Last year’s demonetisation is undoubtedly the most irrational economic decision taken in post-Independence India. There have been decisions in the past that have been objectionable; but this announcement on November 8, 2016, simply defied reason. Not surprising, thus, that the government’s subsequent defence has kept changing over time to camouflage the irrationality of the proclamation made at four hours’ notice nullifying 86 per cent of the country’s currency.
The original argument was that demonetisation will attack black money, since its operators would not dare to come to banks to deposit or exchange old notes for fear of awkward questions. Rs 3.5 lakh-crore being immobilised in this manner was bandied about, which, it was argued, would deal a crippling blow to the black economy. Talk even centred around how this money, being a windfall for the Reserve Bank of India and hence for the government, should be distributed among the people. Against this, it was pointed out even then that such an immobilisation of a stock of money would not much affect the flow of black activities; and that black economy operators were resourceful enough to ensure that immobilisation on this scale would not occur.
Now, the RBI has admitted finally that only about 1 per cent of the demonetised currency has not returned to the banking system. Since much of even this small amount (around Rs 15,000 crore) does not belong to the black economy, demonetisation as a way of attacking this economy has clearly been, by the government’s own criterion, a miserable failure. The government, however, has now made an about-turn, arguing that the return of currency, as opposed to its non-return, is the success of demonetisation, since it has “flushed out” all this money from the black economy. How such ‘flush-out’ can curb black activities remains unclear.
Pro-government economists are taking a different track. They are citing the number of cases that have got opened for inquiry, because of the largeness of the amounts brought to the banking system, as the success of demonetisation. They can merrily do so for the next half century, as the inquiries, if at all they get pursued, run their ponderous course!
Besides, if making inquiries alone was the objective, then one did not need a draconian measure like demonetisation. It dealt a severe blow to the informal sector where 85 per cent of the country’s workforce is employed; it caused massive suffering to people, and it led to many deaths.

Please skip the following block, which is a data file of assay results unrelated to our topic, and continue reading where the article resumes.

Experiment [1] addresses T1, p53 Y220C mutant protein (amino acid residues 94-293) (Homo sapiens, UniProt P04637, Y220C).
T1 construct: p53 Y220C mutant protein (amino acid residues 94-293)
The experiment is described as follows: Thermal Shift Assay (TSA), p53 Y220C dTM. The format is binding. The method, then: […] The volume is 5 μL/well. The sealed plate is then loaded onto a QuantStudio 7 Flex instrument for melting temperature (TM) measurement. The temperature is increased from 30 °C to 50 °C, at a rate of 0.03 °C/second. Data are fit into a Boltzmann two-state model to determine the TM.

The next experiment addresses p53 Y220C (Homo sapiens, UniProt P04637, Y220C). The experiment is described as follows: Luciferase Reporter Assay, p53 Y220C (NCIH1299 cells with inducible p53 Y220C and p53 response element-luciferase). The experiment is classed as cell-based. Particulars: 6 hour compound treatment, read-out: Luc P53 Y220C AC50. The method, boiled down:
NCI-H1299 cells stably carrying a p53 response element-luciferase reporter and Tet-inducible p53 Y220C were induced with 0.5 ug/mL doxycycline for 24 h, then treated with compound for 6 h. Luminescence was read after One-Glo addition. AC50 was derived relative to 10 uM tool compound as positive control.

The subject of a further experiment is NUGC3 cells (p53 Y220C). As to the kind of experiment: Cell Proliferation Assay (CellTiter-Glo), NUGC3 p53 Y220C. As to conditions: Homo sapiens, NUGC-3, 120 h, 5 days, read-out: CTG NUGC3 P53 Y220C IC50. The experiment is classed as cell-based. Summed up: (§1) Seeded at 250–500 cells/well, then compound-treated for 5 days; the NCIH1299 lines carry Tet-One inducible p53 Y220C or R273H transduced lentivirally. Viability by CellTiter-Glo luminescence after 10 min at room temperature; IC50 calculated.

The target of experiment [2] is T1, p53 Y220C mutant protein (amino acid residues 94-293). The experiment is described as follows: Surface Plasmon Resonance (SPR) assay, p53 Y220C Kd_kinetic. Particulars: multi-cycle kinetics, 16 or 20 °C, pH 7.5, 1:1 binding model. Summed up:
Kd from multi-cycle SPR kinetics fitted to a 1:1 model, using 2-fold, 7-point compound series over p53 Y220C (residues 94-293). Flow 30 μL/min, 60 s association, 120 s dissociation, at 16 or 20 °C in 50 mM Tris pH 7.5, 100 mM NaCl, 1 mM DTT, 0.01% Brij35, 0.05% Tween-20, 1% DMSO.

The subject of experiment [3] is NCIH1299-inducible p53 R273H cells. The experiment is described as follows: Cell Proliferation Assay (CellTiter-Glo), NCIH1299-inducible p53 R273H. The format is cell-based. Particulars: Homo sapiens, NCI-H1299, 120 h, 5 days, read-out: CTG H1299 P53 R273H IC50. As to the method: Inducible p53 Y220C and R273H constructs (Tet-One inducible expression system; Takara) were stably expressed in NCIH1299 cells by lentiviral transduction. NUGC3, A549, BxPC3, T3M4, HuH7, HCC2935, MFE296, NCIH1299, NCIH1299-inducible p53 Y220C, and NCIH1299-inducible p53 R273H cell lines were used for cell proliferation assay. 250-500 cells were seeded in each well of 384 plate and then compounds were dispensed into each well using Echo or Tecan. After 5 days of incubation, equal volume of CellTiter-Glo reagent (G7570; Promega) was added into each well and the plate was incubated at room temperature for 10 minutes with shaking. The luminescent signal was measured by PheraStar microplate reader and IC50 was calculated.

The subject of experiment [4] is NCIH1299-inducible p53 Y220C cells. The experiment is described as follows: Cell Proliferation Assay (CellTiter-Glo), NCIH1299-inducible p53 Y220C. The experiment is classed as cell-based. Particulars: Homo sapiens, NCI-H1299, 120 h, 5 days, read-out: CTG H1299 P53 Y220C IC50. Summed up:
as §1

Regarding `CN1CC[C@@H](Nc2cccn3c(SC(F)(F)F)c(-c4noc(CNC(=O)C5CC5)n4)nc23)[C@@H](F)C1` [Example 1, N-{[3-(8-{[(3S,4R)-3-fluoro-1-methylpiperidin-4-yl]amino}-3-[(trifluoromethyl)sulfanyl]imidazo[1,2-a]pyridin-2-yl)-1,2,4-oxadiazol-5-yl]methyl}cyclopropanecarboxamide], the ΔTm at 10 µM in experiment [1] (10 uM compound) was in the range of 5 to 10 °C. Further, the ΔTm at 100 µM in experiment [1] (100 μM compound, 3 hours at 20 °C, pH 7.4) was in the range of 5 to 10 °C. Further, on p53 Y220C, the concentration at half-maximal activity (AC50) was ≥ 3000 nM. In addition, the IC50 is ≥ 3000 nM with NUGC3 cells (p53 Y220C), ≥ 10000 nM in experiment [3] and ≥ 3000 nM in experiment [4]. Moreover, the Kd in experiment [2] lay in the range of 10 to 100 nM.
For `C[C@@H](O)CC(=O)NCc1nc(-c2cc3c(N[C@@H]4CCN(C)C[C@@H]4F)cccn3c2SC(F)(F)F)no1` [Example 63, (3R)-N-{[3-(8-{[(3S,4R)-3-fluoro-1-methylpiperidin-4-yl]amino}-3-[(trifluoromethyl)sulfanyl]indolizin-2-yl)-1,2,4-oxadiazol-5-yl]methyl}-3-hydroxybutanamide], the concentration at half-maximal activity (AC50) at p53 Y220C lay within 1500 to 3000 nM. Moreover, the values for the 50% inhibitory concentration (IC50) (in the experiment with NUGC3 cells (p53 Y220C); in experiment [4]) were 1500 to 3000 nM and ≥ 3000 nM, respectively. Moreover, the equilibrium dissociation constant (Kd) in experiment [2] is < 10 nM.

Two other objectives were cited by the government at that time. One was to remove counterfeit currency and the other was to promote a cashless economy. The counterfeit currency argument was absurd. The magnitude of such currency was estimated even then by the Indian Statistical Institute to be no more than .0025 percent of total currency. To demonetise 86 per cent of the total currency only to get rid of such notes was like using a bulldozer to kill a worm.
Besides, getting rid of such notes could have been done over a period of time; it didn’t require any sudden demonetisation. And even here it turns out that the amount of counterfeit currency actually detected after demonetisation is no more than around 5 percent of the ISI estimate.
As for the cashlessness argument, it was an immoral one to start with. Cash transactions are costless while cashless transactions involve a cost in the form of charges by financial intermediaries. Forcing people into cashless transactions was tantamount therefore to boosting the profits of certain financial companies, the intermediaries managing such transactions, at the expense of the common people. It was a daylight robbery committed by the State on their behalf. As remonetisation has occurred, not only has activity revived to a certain extent, but people have also gone back to cash transactions even where they had been forced into non-cash modes earlier.
There is now a tendency to claim that with remonetisation occurring, whatever ill-effects attended demonetisation have only been transitory. Even if this argument is accepted, it does not excuse demonetisation itself. The fact that a person recovers from a wound does not excuse wounding him.
It takes time however for business to recover: even if remonetisation becomes complete, there would still be certain residual irreversible effects of demonetisation. But with the goods and services tax dealing a further blow to the economy, we now have an identification problem: where do the effects of one blow end and those of another begin?
(The writer is a Marxist economist.)